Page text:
What's left to decide is much of the little organizational details. For presentations, when will we have them? How do we deal with the fact that WiFi will probably fail? How about the relatively few power sockets available? Do we split the weekend into sessions on different tasks or subjects, and if so, how?

We've had great support from LAN-ETS last October when they helped us out immensely by lending us power bars and wicked cool ethernet cable bundles and a switch. I hope they will agree to help us out once again.

We're also in discussion to get two additional presentations going: MythTV on Ubuntu and PiTiVi. Like last time, I may give a quick crash-course on patching applications and preparing packages.

Of course, we're not just going to focus on showing stuff -- we do plan on getting much more involved than last time in triaging and patching bugs. With our success in October, I'm very confident that the Ubuntu-Quebec team will rock at the UGJ! PiTiVi is already one aspect we will most likely be looking at in detail, and I do hope there will be more: I will obviously be very happy to help out poeple (and have people help me) with giving some love to NetworkManager. I can already think of usb-creator as another pet project that will likely receive some attention.

With the responses we got from the quick installfest we set up last time, the idea of an upgrade Jam is another that seems to be a big hit for the people here. Lucid is sure to be a great release, and we're very eager to give it another big round of testing with all the cool toys people could bring to our Montreal event!

One of the big challenges this time around will be gathering more people from farther around the province. It would be great if people from Quebec city could join us, or even from Chicoutimi or elsewhere. It's also one of the reasons why we try to have as many things going around at the same time as possible, so trips to Montreal would be easier to schedule.

If you're in the Quebec province and more specifically in the Montreal region during the March 26-28 weekend, don't hesitate to come join us!

Sunday, 7 March 2010

Global Jam à Montréal: on récidive!

Il me fait plaisir d'annoncer que la participation des utilisateurs Ubuntu montréalais au Ubuntu Global Jam se fera encore une fois, un peu avant la sortie officielle de Lucid Lynx (la version 10.04, présentement en développement), à l'École de Technologie Supérieure!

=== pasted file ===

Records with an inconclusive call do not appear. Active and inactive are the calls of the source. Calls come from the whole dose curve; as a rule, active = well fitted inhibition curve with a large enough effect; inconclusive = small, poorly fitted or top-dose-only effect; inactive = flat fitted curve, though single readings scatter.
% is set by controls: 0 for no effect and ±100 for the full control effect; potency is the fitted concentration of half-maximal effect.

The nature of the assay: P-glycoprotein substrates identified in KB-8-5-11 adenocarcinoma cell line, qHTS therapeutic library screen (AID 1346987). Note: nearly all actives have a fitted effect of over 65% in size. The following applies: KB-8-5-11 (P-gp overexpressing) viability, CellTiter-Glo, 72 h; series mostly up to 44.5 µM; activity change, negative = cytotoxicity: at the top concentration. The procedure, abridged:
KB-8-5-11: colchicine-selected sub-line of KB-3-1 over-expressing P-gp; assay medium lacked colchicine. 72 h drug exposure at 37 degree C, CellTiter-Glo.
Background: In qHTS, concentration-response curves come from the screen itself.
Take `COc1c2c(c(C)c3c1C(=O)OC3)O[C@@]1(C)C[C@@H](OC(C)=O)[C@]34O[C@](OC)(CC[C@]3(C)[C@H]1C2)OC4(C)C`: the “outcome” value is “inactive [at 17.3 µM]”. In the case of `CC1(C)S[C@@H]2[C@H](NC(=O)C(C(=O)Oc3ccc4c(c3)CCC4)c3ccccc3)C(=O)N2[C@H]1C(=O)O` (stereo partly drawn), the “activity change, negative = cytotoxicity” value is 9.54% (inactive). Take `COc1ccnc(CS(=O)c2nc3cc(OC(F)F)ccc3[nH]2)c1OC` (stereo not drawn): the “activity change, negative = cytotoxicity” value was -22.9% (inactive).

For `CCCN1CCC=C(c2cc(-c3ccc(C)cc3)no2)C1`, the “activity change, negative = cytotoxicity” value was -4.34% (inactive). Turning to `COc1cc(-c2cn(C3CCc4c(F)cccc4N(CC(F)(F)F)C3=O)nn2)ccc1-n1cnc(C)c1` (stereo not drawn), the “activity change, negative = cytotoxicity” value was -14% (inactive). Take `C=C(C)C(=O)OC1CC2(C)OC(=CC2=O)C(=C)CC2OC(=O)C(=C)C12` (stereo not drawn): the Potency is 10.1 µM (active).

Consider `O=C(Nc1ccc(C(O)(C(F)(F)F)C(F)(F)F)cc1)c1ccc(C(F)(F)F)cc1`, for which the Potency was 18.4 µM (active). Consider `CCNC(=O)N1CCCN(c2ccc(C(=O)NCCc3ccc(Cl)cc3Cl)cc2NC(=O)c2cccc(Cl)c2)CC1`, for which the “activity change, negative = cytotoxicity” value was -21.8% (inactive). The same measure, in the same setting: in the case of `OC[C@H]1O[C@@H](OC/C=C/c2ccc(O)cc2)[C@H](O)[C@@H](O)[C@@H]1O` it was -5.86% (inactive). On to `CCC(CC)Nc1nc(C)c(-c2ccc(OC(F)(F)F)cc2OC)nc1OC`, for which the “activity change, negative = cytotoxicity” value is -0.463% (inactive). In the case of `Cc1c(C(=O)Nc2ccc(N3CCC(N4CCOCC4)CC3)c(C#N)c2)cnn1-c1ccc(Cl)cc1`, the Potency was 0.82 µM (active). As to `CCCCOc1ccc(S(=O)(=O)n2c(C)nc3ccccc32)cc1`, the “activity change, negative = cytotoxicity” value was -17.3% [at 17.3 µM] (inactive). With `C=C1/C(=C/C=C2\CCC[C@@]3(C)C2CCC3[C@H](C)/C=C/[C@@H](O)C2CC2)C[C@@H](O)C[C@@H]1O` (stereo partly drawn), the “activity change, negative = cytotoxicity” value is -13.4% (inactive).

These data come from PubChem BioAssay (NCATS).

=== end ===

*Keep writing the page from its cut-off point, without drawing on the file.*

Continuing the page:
Les locaux ont été officialisés: du 26 au 28 mars, nous pourrons passer la fin de semaine dans les locaux de l'ETS, soit les salles de classe A-1300 et A-1238 (en haut des escaliers de l'entrée principale, puis à gauche). N'hésitez pas à consulter la page wiki QuebecTeam/GlobalJam pour l'horaire exact ainsi que les directions pour s'y rendre!

Un gros merci à l'administration de l'ETS pour bien vouloir supporter l'événement (et donc Ubuntu!), et à Clod Patry et Oleg Litvinski pour leur aide avec les détails administratifs.

Vous êtes donc invités à participer à des efforts d'identification, de tri et de "patchage" de bogues avec nous, ainsi qu'à venir poser des questions, essayer la nouvelle version "live" ou l'installer, ou même simplement essayer Ubuntu pour une première fois sur votre ordinateur, dans un environnement convivial où vous pourrez vous sentir bien à l'aise de demander de l'aide si vous en avez besoin... Où simplement venir rencontrez d'autres utilisateurs pour discuter de tout et de rien!

Quelques présentations devraient être planifiées d'ici fin mars. Entre autres, un élève de l'ETS, Michael Faille, nous fera la présentation d'un projet robotique réalisé pas un groupe de l'ETS et roulant sur Ubuntu (depuis sa migration de Windows!). On prévoit certainement encore présenter de façon survolée l'entrée de bogues dans Launchpad, ou alors le tri de ceux-ci si vous voulez aider les développeurs.

Cette fois-ci, beaucoup d'emphase sera mise sur le travail direct en équipe sur les différents bugs qui pourront avoir été soulevés. Il reste à déterminer la formule exacte, mais le but sera de démontrer l'intérêt de notre équipe dans la qualité de la distribution :)

D'ici là, il reste un tas de choses à planifier. Si vous voulez aider dans la réalisation de l'événement ou vous avez des idées, n'hésitez pas à en faire part sur la liste de distribution Ubuntu-QC ou sur notre canal sur Freenode: #ubuntu-qc.

L'École de Technologie Supérieure (ETS) est située au 100 rue Notre-Dame Ouest, soit à deux minutes du métro Bonaventure, au coin Notre-Dame et Peel.